You don’t have a manual, a set of guidelines, or a tutorial, yet you’ve managed to make it far enough to call your daily actions “routine”. However, relations are tense, and things begin to turn for the worst until a flicker of hope slips its way into your regime. Your body relaxes, and your mind is put at ease, and for once, things start to calm down again. However, your false sense of security is immediately shattered, and you are forced to act according to instinct instead of intellect. Although your routine has returned to normal, you’ve made a terrible mistake, one that will plague you for days without end.
— Part 3: The Price of Innocence
After the chaos in Dawn’s Hourglass, you’d hope The Price of Innocence starts off in a calmer manner.
WELL, THAT IS NOT SO.
The Price of Innocence starts off with an argument. Hideto’s gotten tired of wandering around aimlessly, and is losing all hope that him and Tsurugi are even going to make it out of Lacri Forest alive, much less find Aikare. This causes an argument to ensue, and Tsurugi leaves Hideto in the middle of the forest in a fit of rage.
I skipped a large majority of travel for one reason—it’d be boring to write, and it’d be boring to read. There’s a three week time skip between the attack on Lacri and when The Price of Innocence begins. There was nothing that I could really think of that would be important to plot development to add in between Dawn’s Hourglass and The Price of Innocence. Therefore, I felt a time skip was necessary.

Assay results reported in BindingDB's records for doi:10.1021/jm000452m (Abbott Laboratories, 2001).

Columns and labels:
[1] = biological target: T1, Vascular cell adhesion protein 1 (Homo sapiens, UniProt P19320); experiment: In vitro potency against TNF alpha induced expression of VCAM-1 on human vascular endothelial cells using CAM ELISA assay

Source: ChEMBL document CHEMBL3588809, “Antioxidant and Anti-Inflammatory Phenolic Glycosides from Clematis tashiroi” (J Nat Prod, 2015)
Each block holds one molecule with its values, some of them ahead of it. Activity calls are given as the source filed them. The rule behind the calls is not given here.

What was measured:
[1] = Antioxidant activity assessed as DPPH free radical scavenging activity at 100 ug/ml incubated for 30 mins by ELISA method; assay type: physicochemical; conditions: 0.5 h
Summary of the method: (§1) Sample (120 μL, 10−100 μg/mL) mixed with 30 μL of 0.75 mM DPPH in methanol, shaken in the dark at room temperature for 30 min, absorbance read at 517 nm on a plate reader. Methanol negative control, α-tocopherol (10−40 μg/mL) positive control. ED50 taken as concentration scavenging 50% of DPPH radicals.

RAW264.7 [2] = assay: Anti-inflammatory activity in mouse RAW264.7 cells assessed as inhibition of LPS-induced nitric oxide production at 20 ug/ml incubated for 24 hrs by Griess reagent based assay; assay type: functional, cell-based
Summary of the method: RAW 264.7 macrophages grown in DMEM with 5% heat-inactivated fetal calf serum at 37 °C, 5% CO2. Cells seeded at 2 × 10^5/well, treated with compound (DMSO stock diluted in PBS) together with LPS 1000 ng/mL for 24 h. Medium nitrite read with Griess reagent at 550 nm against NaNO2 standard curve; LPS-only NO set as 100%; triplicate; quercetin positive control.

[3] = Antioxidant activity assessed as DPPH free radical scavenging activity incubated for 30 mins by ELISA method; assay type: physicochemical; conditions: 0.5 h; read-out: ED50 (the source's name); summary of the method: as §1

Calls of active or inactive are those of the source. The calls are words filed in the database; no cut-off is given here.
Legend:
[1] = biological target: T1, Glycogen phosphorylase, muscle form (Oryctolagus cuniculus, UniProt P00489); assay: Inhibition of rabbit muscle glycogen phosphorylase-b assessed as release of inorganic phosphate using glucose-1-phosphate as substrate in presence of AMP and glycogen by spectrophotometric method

After Tsurugi leaves Hideto, Hideto ends up getting into an accident (the clumsy fool), and is found by a farmer a few hours later. This farmer—Hanro—takes care of him for a little while before the two eventually go off and try to find Tsurugi.
Which then proves to not be very difficult.
Throughout The Price of Innocence, Hanro assists the two boys with various tasks, and even gives them presents to help them on their journey, but, of course, Tsurugi is suspicious of the old man.
It’s not until the end of The Price of Innocence that you find out that the Kaos army has put a bounty on Tsurugi and Hideto’s heads, and that Hanro is out to catch them. However, the old man snaps, and ends up trying to kill the two boys.
Hideto acts on instinct, and ends up killing the old man by accident by shoving him into a fire. It’s pretty dramatic. :c
That’s pretty much how The Price of Innocence goes. There’s nothing research related in this chapter. However, the title, The Price of Innocence, relates to Hideto’s innocence in bring Hanro along with them, and eventually having to choose to do something wrong in order to save himself.
That’s all for today! I’ll be putting a regular log post up later tonight.